A result in one RCT comprising 206 patients aged 65 or older (mean baseline HgbA1c of 7.8%) receiving either 50 or 100 mg/d of sitagliptin was shown to reduce HbA1c by 0.7% (combined result of both doses). A combined result of 5 RCTs enlisting a total of 279 patients aged 65 or older (mean baseline HbA1c of 8%) receiving 5 mg/d of saxagliptin was shown to reduce HbA1c by 0.73%. A combined result of 5 RCTs enlisting a total of 238 patients aged 65 or older (mean baseline HbA1c of 8.6%) receiving 100 mg/d of vildagliptin was shown to reduce HbA1c by 1.2%. Another set of 6 combined RCTs involving alogliptin (approved by FDA in 2013) was shown to reduce HbA1c by 0.73% in 455 patients aged 65 or older who received 12.5 or 25 mg/d of the medication.

Amylin agonist analogues slow gastric emptying and suppress glucagon. They have all the incretins actions except stimulation of insulin secretion. As of 2007[update], pramlintide is the only clinically available amylin analogue. Like insulin, it is administered by subcutaneous injection. The most frequent and severe adverse effect of pramlintide is nausea, which occurs mostly at the beginning of treatment and gradually reduces. Typical reductions in A1C values are 0.5-1.0%.

SGLT-2 inhibitors block the re-uptake of glucose in the renal tubules, promoting loss of glucose in the urine. This causes both mild weight loss, and a mild reduction in blood sugar levels with little risk of hypoglycemia. Oral preparations may be available alone or in combination with other agents. Along with GLP-1 agonists, they are considered preferred second or third agents for type 2 diabetics sub-optimally controlled with metformin alone, according to most recent clinical practice guidelines. Because they are taken by mouth, rather than injected (like GLP-1 agonists), patients who are injection-averse may prefer these agents over the former. They may be considered first line in diabetic patients with cardiovascular disease, especially heart failure, as these medications have been shown to reduce the risk of hospitalization in patients with such comorbidities. Because they are not available as generic medications, however, cost may limit their feasibility for many patients. Furthermore, there has been growing evidence that the effectiveness and safety of this drug class could depend on genetic variability of the patients.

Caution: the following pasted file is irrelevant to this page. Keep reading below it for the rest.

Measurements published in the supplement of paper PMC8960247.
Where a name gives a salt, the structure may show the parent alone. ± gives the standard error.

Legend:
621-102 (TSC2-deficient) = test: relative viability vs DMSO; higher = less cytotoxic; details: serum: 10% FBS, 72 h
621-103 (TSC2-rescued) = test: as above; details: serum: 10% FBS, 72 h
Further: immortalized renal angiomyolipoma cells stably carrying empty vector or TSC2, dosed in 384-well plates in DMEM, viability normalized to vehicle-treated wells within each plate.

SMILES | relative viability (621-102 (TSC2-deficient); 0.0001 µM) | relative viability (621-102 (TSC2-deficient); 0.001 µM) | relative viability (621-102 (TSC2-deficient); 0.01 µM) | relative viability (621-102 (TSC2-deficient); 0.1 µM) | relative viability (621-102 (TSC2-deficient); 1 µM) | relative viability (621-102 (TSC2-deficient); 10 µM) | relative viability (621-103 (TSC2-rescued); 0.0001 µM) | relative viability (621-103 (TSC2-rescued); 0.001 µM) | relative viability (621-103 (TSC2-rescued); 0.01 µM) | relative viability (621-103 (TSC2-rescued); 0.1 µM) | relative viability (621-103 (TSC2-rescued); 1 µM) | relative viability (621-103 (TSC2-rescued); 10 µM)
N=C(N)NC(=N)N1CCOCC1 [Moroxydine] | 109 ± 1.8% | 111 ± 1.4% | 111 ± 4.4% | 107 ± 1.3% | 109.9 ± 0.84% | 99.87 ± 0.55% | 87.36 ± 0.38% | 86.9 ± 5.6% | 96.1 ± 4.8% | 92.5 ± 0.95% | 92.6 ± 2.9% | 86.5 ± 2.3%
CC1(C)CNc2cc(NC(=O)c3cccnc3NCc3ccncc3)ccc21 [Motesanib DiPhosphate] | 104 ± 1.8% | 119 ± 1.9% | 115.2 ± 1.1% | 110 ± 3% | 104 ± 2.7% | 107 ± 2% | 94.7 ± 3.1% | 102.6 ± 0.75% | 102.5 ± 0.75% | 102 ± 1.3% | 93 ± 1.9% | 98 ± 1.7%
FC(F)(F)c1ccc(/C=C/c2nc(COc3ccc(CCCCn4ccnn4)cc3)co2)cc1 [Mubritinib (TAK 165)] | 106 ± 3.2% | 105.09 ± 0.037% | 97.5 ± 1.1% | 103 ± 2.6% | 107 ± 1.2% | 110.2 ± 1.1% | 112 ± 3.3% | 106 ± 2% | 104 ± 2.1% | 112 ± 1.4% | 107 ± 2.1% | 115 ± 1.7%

Examples include:

The side effects of SGLT-2 inhibitors are derived directly from their mechanism of action; these include an increased risk of: ketoacidosis, urinary tract infections, candidal vulvovaginitis, and hypoglycemia.

The following table compares some common anti-diabetic agents, generalizing classes, although there may be substantial variation in individual drugs of each class. When the table makes a comparison such as "lower risk" or "more convenient" the comparison is with the other drugs on the table.

Many anti-diabetes drugs are available as generics. These include:

No generics are available for dipeptidyl peptidase-4 inhibitors (Januvia, Onglyza), the glifozins, the incretins and various combinations.

The effect of Ayurvedic treatments has been researched, however due to methodological flaws of studies it has not been possible to draw conclusion regarding efficacy of these treatments and there is insufficient evidence to recommend them.

Related Posts